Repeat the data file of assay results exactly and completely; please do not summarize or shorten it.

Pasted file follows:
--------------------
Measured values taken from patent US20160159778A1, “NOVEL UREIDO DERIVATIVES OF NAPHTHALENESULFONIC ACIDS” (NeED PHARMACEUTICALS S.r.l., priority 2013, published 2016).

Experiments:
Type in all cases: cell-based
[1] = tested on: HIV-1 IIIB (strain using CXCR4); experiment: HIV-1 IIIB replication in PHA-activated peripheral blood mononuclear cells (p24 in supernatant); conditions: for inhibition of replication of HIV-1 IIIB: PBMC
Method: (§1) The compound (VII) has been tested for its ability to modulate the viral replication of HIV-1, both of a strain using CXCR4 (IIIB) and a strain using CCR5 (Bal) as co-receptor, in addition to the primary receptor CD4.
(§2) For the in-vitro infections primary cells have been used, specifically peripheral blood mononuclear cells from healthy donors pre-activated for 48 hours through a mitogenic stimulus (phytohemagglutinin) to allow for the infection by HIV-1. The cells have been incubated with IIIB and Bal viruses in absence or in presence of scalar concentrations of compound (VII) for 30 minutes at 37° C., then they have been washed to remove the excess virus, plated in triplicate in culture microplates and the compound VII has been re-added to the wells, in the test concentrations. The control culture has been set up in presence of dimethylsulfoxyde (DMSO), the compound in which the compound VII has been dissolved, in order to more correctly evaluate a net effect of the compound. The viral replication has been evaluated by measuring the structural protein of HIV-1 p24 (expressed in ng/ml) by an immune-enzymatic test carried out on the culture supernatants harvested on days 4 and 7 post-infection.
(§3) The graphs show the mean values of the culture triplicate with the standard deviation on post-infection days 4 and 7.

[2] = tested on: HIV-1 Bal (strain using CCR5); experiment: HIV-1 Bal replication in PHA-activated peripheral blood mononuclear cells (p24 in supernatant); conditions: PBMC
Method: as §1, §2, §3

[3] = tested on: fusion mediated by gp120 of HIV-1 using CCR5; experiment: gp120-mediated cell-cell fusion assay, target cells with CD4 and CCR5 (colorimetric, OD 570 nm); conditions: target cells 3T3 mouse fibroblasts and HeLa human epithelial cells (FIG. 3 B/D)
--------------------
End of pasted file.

Measured values taken from patent US20160159778A1, “NOVEL UREIDO DERIVATIVES OF NAPHTHALENESULFONIC ACIDS” (NeED PHARMACEUTICALS S.r.l., priority 2013, published 2016).

Experiments:
Type in all cases: cell-based
[1] = tested on: HIV-1 IIIB (strain using CXCR4); experiment: HIV-1 IIIB replication in PHA-activated peripheral blood mononuclear cells (p24 in supernatant); conditions: for inhibition of replication of HIV-1 IIIB: PBMC
Method: (§1) The compound (VII) has been tested for its ability to modulate the viral replication of HIV-1, both of a strain using CXCR4 (IIIB) and a strain using CCR5 (Bal) as co-receptor, in addition to the primary receptor CD4.
(§2) For the in-vitro infections primary cells have been used, specifically peripheral blood mononuclear cells from healthy donors pre-activated for 48 hours through a mitogenic stimulus (phytohemagglutinin) to allow for the infection by HIV-1. The cells have been incubated with IIIB and Bal viruses in absence or in presence of scalar concentrations of compound (VII) for 30 minutes at 37° C., then they have been washed to remove the excess virus, plated in triplicate in culture microplates and the compound VII has been re-added to the wells, in the test concentrations. The control culture has been set up in presence of dimethylsulfoxyde (DMSO), the compound in which the compound VII has been dissolved, in order to more correctly evaluate a net effect of the compound. The viral replication has been evaluated by measuring the structural protein of HIV-1 p24 (expressed in ng/ml) by an immune-enzymatic test carried out on the culture supernatants harvested on days 4 and 7 post-infection.
(§3) The graphs show the mean values of the culture triplicate with the standard deviation on post-infection days 4 and 7.

[2] = tested on: HIV-1 Bal (strain using CCR5); experiment: HIV-1 Bal replication in PHA-activated peripheral blood mononuclear cells (p24 in supernatant); conditions: PBMC
Method: as §1, §2, §3

[3] = tested on: fusion mediated by gp120 of HIV-1 using CCR5; experiment: gp120-mediated cell-cell fusion assay, target cells with CD4 and CCR5 (colorimetric, OD 570 nm); conditions: target cells 3T3 mouse fibroblasts and HeLa human epithelial cells (FIG. 3 B/D)